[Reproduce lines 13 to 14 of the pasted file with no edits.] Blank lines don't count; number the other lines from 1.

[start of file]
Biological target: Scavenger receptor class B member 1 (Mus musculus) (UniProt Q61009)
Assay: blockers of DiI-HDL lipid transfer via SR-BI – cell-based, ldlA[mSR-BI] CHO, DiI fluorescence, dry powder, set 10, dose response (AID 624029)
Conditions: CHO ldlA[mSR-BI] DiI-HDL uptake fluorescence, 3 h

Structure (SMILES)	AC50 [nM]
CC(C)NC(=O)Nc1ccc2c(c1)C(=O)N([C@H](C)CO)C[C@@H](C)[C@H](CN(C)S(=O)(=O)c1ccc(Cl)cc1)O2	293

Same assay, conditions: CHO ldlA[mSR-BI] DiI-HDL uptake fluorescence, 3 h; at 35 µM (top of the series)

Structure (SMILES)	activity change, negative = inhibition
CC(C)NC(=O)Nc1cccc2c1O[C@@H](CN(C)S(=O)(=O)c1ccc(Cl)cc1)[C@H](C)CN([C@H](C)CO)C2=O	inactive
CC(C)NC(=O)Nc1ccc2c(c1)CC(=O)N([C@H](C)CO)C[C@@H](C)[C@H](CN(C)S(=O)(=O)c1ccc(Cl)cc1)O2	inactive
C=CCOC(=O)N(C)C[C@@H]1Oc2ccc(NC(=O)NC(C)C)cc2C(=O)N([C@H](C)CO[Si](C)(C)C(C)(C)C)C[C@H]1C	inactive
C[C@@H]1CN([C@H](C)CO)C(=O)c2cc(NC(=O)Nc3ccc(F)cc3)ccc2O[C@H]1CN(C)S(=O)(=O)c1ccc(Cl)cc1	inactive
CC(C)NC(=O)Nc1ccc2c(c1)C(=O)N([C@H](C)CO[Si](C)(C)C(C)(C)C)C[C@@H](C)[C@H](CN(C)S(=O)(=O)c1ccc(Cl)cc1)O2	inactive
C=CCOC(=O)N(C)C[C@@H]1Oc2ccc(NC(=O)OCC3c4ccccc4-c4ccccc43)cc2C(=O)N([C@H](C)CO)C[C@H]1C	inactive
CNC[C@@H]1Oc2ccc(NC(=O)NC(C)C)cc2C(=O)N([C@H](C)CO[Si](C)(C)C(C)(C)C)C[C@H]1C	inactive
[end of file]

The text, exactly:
C=CCOC(=O)N(C)C[C@@H]1Oc2ccc(NC(=O)OCC3c4ccccc4-c4ccccc43)cc2C(=O)N([C@H](C)CO)C[C@H]1C	inactive
CNC[C@@H]1Oc2ccc(NC(=O)NC(C)C)cc2C(=O)N([C@H](C)CO[Si](C)(C)C(C)(C)C)C[C@H]1C	inactive